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Review of ‘Does the Bible Support Same-Sex Marriage?’ by Preston Sprinkle

Does the Bible Support Same-Sex Marriage? is Dr. Preston Sprinkle’s latest contribution to the ongoing conversation concerning what the Bible teaches about sexuality and marriage. It “is designed to offer thoughtful Christian responses to some of the main arguments for same-sex marriage” and is intended to be an “accessible one-stop book” addressing this topic from a historically Christian view (p. 12).

The author, Preston Sprinkle, is a card-carrying biblical scholar with a passion to read everything on any topic he studies and writes about, but who also lives in the real world and writes for everyday folks. He’s the father of four teens and young adults, loves the Dodgers, won’t pass up chips and salsa, and has spent over 10 years researching this topic. And a huge part of that research has been lived experience with real people, seeking to be faithful to Jesus, who are attracted to the same sex. It’s this lived experience that has turned academic research into a compassionate ministry which is firmly rooted in the teaching of Scripture.

And that combination of deep, thorough research and lived experience enables this book to provide valuable content and model the language and tone needed to have fruitful conversations about this topic.

Summary

The book begins with two foundational chapters summarizing how to have a fruitful conversation and what the historically Christian view of marriage is. After that, each chapter discusses one of twenty-one arguments that have been used to contend that the Bible supports same-sex marriage. Each chapter offers a brief summary of the argument, notes some points of agreement, and then provides a response from the historic Christian understanding.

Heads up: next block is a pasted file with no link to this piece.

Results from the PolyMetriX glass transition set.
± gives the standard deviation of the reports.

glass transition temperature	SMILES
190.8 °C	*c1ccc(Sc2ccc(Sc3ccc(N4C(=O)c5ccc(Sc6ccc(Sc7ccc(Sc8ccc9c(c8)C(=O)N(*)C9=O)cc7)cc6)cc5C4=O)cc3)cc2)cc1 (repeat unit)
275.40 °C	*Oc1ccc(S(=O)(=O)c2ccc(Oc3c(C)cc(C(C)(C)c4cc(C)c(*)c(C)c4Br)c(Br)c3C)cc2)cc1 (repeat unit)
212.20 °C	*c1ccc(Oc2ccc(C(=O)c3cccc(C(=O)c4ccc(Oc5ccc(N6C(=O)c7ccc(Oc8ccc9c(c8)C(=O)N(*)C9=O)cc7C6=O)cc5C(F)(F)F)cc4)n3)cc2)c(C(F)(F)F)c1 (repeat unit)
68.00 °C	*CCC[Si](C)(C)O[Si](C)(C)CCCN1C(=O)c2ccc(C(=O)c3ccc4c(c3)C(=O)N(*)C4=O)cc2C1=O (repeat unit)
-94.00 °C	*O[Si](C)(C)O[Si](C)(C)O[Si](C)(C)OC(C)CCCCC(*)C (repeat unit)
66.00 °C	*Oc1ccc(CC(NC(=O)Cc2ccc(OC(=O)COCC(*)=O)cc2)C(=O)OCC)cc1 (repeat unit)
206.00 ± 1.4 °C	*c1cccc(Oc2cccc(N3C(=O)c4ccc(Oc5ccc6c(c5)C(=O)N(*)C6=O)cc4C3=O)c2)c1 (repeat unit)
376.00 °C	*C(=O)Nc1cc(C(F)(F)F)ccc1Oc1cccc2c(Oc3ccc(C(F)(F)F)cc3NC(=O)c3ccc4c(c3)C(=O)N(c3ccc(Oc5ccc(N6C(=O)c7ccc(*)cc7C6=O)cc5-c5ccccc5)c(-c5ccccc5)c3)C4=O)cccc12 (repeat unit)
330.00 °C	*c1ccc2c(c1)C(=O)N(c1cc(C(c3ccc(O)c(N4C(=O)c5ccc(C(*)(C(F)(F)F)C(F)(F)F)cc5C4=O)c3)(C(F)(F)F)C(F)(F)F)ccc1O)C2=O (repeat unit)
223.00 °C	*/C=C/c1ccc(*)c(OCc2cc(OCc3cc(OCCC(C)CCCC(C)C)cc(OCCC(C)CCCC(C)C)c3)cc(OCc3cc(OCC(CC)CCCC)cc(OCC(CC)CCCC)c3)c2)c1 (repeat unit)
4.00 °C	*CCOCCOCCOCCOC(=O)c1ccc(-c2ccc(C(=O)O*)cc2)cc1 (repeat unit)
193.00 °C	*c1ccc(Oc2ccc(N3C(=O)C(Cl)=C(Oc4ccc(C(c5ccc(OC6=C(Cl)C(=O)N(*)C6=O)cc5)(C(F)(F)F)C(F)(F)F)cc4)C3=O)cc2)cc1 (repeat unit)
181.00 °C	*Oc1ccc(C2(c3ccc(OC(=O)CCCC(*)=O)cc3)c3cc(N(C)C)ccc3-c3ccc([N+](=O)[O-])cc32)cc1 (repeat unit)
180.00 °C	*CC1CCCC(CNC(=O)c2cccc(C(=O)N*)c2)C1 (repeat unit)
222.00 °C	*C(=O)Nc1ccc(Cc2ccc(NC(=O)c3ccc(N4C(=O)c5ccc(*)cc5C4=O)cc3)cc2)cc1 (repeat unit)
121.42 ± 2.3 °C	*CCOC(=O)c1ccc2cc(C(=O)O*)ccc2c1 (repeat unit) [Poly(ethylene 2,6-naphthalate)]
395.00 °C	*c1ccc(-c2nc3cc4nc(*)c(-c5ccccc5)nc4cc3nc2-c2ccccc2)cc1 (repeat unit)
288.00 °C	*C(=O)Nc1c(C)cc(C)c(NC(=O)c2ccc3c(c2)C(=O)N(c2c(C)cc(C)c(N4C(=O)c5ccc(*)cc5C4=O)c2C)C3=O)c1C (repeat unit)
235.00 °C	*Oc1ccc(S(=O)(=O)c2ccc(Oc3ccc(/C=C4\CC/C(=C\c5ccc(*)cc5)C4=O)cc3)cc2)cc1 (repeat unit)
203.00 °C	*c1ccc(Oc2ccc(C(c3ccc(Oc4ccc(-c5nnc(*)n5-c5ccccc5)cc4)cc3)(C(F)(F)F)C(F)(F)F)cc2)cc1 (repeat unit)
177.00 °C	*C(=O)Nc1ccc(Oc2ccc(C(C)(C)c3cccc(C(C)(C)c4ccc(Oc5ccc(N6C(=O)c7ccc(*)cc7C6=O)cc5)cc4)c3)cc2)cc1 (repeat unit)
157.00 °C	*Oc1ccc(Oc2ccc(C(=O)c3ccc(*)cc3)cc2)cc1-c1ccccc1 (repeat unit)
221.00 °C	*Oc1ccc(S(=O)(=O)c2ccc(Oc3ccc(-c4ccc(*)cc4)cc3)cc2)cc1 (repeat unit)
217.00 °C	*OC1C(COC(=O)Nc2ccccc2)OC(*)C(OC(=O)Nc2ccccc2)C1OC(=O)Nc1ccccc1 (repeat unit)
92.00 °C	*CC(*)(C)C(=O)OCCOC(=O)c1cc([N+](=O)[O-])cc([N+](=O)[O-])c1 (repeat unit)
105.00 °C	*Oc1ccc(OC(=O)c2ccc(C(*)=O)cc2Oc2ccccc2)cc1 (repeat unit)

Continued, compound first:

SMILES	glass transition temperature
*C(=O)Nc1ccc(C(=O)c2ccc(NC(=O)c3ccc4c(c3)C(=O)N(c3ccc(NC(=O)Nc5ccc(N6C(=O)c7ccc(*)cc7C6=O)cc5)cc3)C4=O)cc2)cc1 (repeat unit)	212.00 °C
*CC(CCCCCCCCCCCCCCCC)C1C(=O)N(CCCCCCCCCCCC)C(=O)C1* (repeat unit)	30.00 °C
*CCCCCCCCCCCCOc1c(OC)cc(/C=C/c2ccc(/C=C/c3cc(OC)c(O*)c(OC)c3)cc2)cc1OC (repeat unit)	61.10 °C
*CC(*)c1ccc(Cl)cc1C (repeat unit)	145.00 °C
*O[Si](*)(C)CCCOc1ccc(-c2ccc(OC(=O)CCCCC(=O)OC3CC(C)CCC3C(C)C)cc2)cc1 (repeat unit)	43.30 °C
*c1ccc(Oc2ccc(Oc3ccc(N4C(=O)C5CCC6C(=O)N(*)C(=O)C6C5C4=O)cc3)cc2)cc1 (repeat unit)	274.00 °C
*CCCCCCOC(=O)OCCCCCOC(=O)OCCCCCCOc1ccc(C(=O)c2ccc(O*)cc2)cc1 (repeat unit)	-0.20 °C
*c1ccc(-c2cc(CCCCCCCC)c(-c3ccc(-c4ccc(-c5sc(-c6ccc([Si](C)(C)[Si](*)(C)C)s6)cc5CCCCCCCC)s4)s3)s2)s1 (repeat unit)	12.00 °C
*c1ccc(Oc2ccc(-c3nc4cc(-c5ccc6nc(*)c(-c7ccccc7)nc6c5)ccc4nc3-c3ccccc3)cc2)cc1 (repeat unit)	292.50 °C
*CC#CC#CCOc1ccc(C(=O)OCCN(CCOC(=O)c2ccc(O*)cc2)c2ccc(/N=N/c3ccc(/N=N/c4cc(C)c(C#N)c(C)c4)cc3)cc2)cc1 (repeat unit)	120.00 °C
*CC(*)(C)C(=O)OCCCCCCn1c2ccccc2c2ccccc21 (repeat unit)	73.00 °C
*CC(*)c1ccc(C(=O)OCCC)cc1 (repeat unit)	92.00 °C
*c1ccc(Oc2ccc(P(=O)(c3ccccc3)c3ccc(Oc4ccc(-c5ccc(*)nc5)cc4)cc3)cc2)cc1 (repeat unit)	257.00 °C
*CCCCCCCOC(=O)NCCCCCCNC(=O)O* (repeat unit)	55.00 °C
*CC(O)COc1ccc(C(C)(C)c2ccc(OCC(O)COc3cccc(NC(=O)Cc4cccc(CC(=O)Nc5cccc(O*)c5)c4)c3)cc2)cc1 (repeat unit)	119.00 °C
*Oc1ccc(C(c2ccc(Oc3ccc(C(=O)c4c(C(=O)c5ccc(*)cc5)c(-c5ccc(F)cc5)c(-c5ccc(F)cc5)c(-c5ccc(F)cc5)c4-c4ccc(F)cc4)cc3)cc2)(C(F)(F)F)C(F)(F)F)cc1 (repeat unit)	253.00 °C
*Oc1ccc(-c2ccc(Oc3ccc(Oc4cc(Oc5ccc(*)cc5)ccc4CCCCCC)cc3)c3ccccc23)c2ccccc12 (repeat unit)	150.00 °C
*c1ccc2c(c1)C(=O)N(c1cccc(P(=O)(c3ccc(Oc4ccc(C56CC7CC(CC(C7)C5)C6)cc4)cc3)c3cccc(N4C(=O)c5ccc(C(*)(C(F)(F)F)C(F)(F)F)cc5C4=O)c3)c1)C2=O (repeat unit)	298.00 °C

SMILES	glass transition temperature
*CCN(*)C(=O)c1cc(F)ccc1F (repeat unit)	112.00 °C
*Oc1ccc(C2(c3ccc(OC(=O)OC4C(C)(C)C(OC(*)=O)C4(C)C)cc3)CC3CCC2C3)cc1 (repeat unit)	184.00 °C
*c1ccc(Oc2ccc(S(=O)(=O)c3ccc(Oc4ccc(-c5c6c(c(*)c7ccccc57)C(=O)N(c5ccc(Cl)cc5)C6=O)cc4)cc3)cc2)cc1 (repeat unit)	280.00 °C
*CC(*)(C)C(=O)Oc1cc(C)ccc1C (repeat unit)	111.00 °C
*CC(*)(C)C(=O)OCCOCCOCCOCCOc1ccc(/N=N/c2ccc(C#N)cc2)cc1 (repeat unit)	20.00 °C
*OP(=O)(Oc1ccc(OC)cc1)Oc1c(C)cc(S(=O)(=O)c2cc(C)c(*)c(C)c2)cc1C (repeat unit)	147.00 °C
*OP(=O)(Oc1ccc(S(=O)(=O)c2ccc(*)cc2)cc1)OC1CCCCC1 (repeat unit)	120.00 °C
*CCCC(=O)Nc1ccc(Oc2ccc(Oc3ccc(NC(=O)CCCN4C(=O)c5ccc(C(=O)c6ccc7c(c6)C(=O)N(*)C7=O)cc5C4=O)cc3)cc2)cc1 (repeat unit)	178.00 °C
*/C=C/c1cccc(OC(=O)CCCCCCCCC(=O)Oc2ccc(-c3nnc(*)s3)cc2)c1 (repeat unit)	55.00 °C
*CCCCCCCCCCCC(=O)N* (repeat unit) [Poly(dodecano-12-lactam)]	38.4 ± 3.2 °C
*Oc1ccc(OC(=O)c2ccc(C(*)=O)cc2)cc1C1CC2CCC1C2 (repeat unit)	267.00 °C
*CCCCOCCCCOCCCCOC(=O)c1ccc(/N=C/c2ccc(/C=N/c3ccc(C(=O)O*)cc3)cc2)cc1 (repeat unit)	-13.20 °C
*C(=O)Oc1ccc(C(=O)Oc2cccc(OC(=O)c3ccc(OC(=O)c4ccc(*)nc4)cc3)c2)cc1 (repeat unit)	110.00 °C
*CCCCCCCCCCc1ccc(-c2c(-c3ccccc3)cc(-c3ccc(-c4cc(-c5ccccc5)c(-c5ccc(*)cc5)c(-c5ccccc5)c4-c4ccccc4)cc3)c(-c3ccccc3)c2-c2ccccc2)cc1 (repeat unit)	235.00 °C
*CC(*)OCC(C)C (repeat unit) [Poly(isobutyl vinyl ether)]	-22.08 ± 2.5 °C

Here are a few main ideas from the book:

  • Sex difference is an intrinsic part of marriage as God intends it. That is, God designed marriage to be between a male and female.
  • The Bible is clear and consistent that same-sex behavior violates God’s design for sexual expression and marriage, and thus is one of the behaviors which fits the scriptural category of sexual immorality.
  • Love is not at odds with an exclusive commitment to the historically Christian view of marriage and sex. Christians are commanded both to love others and to follow the Creator’s design for marriage and sexual behavior. One does not exclude the other.
  • “When the church lives out the whole gospel of Christ, the countercultural sexual ethic of Christ actually is livable—and good and beautiful and compelling” (p. 236, emphasis in the original).

“Christians are commanded both to love others and to follow the Creator’s design for marriage and sexual behavior. One does not exclude the other.”


Key Strengths

This book is a helpful and useful summary to the main arguments put forward for same-sex marriage and what the Bible actually says in response. You can read straight through the entire book, or you can flip to the topics that people have said to you and get a quick, useful response. Here are three key strengths of the book.

1. In-depth research in a clear, accessible way

This book is rooted in massive amounts of reading and research across a wide spectrum—modern scholars, ancient works, secular writings, supporters of the historically Christian view, affirming biblical scholars. The whole gamut. There’s some technical data here in original languages and historical context. And yet, it’s clear, down-to-earth, and easy to read.

2. Broad treatment that’s not overwhelming